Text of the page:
Eight-time NBA champion Steve Kerr recently spoke with Scorebook Live’s Dan Dickau about a variety of topics, including his high school basketball career at Palisades Charter High School in Los Angeles.
Kerr, who won five NBA titles as a player and has three rings as the head coach of the Golden State Warriors, graduated from Palisades in 1983 before embarking on a five-year career at the University of Arizona and a 15-year playing career in the NBA.
Kerr has been the head coach of the Warriors since 2014, winning NBA championships in 2015, 2017 and 2018.
Here are highlights from Dickau’s conversation with Kerr. The full podcast will be released soon.
On Kerr’s high school career at Palisades:
“I had a great high school coach named Jerry Marvin, a legendary high school coach in the Los Angeles area. He passed away a few years ago. He was a John Wooden disciple. I was really lucky to get a great basketball education in high school and even before that.
When I was growing up, it was before the specialization age where you played one sport all year round and you went from one sport to the next. We had a really advanced junior high basketball league, the instruction was really good. We were taught by high school players at Palisades High, so the junior high players would learn from the high school guys and then go on to play in high school and coach the junior high kids. It was a really nice and organic way of learning the game where you’re learning and then teaching it a couple of years later with younger kids. I had a fantastic basketball experience growing up and it really helped me prepare for my career.”
On his recruiting visit to Gonzaga and guarding John Stockton:
“Gonzaga sent me a letter and made a couple of calls and they told me that they wanted me to come on a visit … I was excited; it was my first visit anywhere … I go up and see the campus, see the coaches, see the locker room, all that stuff and they say our guys are going to play pick up. I said ‘perfect’ and I put my shoes on and joined the pick up game.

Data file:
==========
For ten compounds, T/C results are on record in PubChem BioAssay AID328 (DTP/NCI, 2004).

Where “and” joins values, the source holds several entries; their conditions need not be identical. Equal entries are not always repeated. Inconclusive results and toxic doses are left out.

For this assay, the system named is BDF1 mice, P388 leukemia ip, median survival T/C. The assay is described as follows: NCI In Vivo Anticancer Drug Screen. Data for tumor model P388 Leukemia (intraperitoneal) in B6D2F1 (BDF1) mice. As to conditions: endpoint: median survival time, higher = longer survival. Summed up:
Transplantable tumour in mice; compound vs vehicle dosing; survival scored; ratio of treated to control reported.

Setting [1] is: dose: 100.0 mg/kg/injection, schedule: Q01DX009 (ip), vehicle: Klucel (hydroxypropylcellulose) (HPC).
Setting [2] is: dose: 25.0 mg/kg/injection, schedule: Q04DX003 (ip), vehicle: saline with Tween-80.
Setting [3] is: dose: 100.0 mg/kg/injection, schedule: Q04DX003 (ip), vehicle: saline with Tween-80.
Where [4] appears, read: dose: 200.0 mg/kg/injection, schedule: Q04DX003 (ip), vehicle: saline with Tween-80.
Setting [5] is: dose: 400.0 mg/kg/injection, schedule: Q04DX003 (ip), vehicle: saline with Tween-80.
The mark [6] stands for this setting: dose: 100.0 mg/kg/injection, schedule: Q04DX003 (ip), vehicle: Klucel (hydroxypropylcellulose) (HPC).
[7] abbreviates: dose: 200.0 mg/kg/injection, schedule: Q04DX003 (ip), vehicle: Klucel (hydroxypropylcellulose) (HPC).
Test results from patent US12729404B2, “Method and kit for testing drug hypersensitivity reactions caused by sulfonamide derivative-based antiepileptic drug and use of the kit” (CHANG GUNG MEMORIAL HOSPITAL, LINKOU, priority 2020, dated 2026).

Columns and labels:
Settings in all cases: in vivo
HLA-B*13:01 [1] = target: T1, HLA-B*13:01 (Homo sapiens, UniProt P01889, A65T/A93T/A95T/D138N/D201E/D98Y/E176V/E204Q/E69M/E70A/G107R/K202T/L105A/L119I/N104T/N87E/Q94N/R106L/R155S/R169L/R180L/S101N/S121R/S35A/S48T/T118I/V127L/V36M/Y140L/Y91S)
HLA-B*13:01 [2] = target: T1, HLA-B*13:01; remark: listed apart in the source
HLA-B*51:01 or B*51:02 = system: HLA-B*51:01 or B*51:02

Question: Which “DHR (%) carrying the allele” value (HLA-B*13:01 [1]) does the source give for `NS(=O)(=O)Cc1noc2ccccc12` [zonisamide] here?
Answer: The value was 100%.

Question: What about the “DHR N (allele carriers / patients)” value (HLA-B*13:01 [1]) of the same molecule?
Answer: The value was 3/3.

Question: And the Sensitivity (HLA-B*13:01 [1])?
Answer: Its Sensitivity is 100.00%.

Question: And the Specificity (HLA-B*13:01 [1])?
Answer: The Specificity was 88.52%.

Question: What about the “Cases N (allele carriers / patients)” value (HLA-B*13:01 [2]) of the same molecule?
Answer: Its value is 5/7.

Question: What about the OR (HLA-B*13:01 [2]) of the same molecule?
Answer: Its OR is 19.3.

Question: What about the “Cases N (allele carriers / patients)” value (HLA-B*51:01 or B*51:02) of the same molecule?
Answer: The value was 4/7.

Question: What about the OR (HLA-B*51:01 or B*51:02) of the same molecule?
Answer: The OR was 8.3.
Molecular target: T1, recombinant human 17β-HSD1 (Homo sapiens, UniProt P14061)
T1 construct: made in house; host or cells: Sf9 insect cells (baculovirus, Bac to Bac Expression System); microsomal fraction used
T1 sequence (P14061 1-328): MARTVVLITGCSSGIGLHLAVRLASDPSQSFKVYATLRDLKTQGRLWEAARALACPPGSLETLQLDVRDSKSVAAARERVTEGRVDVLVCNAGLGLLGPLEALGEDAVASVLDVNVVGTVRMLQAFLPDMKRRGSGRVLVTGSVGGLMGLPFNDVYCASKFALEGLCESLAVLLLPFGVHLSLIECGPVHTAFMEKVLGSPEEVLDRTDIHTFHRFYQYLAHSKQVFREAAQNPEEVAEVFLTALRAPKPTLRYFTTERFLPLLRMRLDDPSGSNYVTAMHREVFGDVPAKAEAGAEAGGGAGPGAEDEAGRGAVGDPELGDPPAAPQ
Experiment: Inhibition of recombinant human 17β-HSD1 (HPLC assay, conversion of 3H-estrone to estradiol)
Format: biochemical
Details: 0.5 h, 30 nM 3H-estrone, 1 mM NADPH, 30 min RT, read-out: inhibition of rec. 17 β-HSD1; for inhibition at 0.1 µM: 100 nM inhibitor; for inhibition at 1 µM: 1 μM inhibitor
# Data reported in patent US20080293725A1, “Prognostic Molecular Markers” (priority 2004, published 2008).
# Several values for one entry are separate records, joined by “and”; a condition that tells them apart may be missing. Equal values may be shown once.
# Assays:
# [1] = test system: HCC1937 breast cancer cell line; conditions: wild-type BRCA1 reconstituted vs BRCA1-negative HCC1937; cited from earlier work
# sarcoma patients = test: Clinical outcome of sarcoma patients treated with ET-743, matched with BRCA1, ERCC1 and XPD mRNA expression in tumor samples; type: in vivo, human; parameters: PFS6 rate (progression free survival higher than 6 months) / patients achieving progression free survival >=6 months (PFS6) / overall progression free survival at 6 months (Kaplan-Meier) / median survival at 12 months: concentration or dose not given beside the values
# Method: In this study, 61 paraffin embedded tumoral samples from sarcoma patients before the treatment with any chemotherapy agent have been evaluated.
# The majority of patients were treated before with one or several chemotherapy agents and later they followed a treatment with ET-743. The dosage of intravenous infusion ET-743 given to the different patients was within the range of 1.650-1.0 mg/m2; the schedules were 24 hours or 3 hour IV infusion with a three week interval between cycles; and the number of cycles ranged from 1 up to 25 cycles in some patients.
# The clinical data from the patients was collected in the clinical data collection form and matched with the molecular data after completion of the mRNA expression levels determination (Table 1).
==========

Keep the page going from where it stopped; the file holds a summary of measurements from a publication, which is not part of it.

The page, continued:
I’m being guarded by a guy named John Stockton.
He had just finished his senior season and was getting ready for the draft. I’m a senior in high school … John proceeded to wipe the floor with me. He stole the ball from me and scored the ball on me at will. It was total embarrassment. Then the coaches basically took me into the office and said we’re going to go in a different direction. I always blame John Stockton for ruining my future at Gonzaga (*chuckles*).”
On the ESPN documentary ‘The Last Dance’:
“It was really kind of bizarre for a championship team to be broken up before it had a chance to defend a title. It would be unheard of today and it would cause mass hysteria in sports media. We were living in a different time. There was a lot of media, but it was a different type of media. You didn’t have the constant judgement and criticism that social media provides.
Back then it was compartmentalized. You had the newspaper, you had talk radio and you had SportsCenter and that was it. Even though it was a huge story, you could get removed from it.
But it was just weird, here we were this team that had just won two championships in a row, we’ve got the greatest player of all time in Michael Jordan, one of the great coaches of all time in Phil Jackson and before the season even started we were all told that was it, this team is going to be broken up. That became a galvanizing force and Phil Jackson used it as one and he named it ‘The Last Dance’ before the season even started and we used that as motivation to ultimately get it done and win another championship.”
On social media in 2020:
“To be frank, I’m not sure I’m the right guy to answer [about social media]. My kids sort of laugh at me. I’m on social media. I’m on Twitter and I enjoy some aspects of it, but I do see the damage that can come with the criticism and the judgement.
We’re all human and so there is this phenomenon in this country where everyone is sort of lashing out at each other behind the safety of their keyboard or phone and it’s very unhealthy. People say stuff on social media that they would never say face to face and so I think you have to be really, really careful with this stuff.
What I try to do is use my voice on Twitter to either push for a social cause I believe in or just share an article that I enjoyed reading. But I try not to get too involved because I can just see how negative it can be as well. As a 54-year-old who didn’t grow up with this stuff, my kids sort of laugh at me with the social media stuff so what do I know?